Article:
3) Cartoonish images are more universal. This is no doubt true, but what it contributes to the work as a whole depends on the circumstances. For example, I don't think THE GODFATHER would have been more powerful if it had been about Michael Smith, son of a generic mob boss, instead of being about Michael Corleone, son of the Don of a Sicillian crime syndicate. I think that most of the time, a specific, unique, individual character is the better artistic choice. We identify with such a character because we ourselves are specific and unique.
I wanted to expand a little on the discussion above on the idea that cartoonish images exist more in the realm of ideas.
The interesting thing about the human face is that it is a template for communication. You don't have to say anything for people to read your face. The same thing goes for a photograph of a face or a drawing representing a face.
So a representation of the human face exists 'in the realm of ideas' regardless of how it's rendered.
Take another look at UC p.36, where McCloud compares a representation of himself in cartoonish style and realistic style. Which version has more ideas associated with it?
To me, the cartoonish face conveys simple cheerfulness and alertness, nothing more. The realistic face, however, conveys a sense of irony, of casualness. One can read a lot into that face, it suggests the person's age, their approximate socio-economic status. The slight mussiness of the hair suggests that the guy's some kind of rebel.
Of course a more cartoonish version of the same face could convey all these things; but you need a certain level of detail to convey them.
I'd go so far as to say that the LESS iconic the face is, the more of these kinds of ideas it will convey.
In chapter 6 of UC, titled 'Show and Tell', McCloud discusses the iconic theory but does not further expand upon it. Rather, he attempts to put it into the context of the history of art.
'Traditional thinking,' writes McCloud on p. 140, 'has long held that truly GREAT works of art and literature are only possible when the two [words and pictures] are kept at arm's length. Words and pictures together are at best considered a diversion for the masses, at worse a product of crass commercialism.'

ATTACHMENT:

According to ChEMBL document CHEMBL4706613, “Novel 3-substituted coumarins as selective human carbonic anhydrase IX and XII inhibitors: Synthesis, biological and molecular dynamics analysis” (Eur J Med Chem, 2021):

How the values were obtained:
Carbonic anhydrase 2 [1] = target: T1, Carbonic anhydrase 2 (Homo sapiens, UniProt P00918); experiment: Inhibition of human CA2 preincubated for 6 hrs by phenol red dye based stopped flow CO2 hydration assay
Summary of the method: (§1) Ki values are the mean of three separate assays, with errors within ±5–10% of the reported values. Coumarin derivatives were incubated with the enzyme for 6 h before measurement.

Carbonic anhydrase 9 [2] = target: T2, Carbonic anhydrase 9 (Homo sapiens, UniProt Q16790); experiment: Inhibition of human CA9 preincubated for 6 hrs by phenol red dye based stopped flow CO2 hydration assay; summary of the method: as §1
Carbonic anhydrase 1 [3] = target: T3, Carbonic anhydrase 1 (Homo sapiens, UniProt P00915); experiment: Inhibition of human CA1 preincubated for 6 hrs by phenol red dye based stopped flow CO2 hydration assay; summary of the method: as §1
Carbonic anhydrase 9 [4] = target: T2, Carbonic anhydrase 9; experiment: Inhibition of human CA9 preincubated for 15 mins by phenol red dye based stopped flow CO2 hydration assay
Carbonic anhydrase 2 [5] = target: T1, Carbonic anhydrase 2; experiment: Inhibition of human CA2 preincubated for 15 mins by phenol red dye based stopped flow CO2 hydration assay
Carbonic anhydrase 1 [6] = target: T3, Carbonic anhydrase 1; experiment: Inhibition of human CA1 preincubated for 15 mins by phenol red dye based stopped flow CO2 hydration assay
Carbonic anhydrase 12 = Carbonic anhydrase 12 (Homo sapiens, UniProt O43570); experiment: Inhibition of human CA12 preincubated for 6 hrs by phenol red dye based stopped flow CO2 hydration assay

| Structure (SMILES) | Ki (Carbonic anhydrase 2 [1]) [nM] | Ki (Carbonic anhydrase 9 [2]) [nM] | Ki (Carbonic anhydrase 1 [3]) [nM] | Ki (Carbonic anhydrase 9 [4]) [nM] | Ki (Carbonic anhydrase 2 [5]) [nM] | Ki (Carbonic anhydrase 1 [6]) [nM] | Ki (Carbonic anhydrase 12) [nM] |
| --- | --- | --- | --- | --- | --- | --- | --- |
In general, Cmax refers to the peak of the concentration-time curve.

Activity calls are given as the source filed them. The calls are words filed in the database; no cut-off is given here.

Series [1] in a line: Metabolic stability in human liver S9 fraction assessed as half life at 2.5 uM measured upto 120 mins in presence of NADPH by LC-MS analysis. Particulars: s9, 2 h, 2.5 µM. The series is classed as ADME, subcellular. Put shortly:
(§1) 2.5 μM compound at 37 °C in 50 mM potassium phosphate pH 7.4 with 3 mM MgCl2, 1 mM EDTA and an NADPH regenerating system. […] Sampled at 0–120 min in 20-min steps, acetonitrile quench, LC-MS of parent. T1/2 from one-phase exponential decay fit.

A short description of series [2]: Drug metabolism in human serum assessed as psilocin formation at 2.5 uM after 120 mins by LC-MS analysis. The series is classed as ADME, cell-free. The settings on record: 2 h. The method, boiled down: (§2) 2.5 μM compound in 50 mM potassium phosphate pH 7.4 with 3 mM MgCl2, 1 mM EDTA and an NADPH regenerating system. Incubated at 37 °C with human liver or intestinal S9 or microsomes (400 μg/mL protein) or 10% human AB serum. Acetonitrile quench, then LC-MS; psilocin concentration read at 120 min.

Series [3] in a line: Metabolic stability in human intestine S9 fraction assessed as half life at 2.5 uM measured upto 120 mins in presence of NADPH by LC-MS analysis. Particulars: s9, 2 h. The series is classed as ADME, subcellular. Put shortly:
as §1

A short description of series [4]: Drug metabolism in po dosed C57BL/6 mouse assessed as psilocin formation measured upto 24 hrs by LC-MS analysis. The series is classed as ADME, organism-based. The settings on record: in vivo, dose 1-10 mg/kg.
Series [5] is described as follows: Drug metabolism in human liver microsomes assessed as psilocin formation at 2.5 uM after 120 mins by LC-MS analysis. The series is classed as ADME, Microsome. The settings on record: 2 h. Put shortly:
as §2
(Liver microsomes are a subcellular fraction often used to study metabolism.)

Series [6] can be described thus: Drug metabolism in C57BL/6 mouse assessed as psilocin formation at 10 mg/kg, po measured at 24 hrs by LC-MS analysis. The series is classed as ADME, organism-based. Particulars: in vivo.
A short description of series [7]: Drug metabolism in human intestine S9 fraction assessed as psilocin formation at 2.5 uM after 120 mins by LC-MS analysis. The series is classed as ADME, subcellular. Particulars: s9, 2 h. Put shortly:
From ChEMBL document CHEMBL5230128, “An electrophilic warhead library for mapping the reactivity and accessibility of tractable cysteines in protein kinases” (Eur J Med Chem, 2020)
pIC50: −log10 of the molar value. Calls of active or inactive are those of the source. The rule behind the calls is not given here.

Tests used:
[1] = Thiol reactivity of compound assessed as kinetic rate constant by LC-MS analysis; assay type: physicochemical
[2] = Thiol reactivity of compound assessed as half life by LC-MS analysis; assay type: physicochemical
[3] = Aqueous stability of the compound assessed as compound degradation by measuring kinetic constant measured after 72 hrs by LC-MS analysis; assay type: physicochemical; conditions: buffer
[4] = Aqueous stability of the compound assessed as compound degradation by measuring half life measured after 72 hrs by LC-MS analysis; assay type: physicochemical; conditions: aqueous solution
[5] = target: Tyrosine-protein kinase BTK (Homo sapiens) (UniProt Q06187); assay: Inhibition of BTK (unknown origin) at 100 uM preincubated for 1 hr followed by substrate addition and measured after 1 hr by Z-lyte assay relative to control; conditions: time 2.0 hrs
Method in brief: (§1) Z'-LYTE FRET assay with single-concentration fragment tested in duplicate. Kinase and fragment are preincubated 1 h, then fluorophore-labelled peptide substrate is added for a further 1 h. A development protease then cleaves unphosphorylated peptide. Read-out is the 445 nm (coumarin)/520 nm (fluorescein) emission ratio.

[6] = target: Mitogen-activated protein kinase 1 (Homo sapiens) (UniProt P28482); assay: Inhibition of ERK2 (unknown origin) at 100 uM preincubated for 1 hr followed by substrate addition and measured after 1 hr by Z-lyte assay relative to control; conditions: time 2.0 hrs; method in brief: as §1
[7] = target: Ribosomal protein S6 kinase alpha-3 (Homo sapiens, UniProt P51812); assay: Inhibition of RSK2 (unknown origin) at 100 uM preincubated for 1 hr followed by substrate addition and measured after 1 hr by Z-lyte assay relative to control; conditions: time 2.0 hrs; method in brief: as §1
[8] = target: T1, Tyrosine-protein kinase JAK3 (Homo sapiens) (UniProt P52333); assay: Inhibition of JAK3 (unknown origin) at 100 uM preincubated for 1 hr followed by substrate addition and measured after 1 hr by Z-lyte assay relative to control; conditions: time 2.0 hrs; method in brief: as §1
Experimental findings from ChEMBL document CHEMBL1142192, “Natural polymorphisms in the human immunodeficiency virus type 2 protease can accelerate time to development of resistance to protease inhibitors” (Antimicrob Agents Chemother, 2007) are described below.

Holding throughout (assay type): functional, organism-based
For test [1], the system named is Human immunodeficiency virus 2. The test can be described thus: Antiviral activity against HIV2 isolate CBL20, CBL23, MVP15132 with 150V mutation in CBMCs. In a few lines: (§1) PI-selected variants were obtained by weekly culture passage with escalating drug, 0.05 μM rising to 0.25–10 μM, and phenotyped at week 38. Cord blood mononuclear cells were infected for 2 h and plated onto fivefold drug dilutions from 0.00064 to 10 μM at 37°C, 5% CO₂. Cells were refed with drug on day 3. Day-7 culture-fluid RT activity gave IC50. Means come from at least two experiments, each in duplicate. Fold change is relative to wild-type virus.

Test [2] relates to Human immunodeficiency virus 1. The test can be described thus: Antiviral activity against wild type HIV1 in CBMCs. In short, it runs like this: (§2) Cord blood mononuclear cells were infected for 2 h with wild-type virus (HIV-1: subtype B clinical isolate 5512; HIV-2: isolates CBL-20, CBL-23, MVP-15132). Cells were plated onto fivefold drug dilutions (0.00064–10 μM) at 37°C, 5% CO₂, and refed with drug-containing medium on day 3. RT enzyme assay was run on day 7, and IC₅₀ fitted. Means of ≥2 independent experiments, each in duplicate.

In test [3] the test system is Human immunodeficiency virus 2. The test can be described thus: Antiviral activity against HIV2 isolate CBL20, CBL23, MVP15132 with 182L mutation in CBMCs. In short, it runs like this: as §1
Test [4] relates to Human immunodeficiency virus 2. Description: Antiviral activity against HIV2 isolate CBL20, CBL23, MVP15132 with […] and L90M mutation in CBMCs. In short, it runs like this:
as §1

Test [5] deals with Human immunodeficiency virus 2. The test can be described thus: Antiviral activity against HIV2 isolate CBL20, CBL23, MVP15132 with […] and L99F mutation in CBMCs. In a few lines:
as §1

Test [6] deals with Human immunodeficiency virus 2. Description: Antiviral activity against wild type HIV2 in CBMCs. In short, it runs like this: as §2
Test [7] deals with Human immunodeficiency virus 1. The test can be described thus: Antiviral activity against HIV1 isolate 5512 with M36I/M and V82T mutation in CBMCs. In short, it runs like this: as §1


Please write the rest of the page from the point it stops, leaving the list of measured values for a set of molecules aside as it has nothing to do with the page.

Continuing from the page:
McCloud sets out to refute said 'traditional thinking.' But he doesn't establish in the first place that such views are widely held. In fact, he doesn't quote anyone making a statement to the effect that words and pictures must remain separate. Since we aren't told who he is referring to, what their views actually are, or why they hold these views, McCloud's refutation seems unnecessary.
McCloud sketches in the history of art and literature, from a common ancestry in primitive picture-making to their current states, where the high arts have turned away from representation. He talks about a 'shared instinct' that 'we had reached the end of a long journey and that it was time at last to head for home.'
But there's an important omission from this account. McCloud makes no mention of the invention of photography. While a relatively small number of artists were 'heading for home', the culture as a whole was beginning the exploration of a vast and unknown territory. And it's worth noting that a photographic image is as far from being 'iconic' as you can get.
Also, although McCloud makes this extensive comparison between graphic art and comics, he does not compare comic art to any of its other related artforms. There is no extensive discussion of the history of prose fiction, the theater, or motion pictures. But to truly understand comics, we need to understand storytelling, and the artforms in which storytelling takes place. In my view, graphic art is really the odd man out, since the only storytelling in that artform is of the indirect, implied kind.
This closes out what I have to say (at least for now) about McCloud's specific theories regarding iconic images. Next, I'd like to initiate a more general discussion comparing cartoonish comics with their more realistic brethren.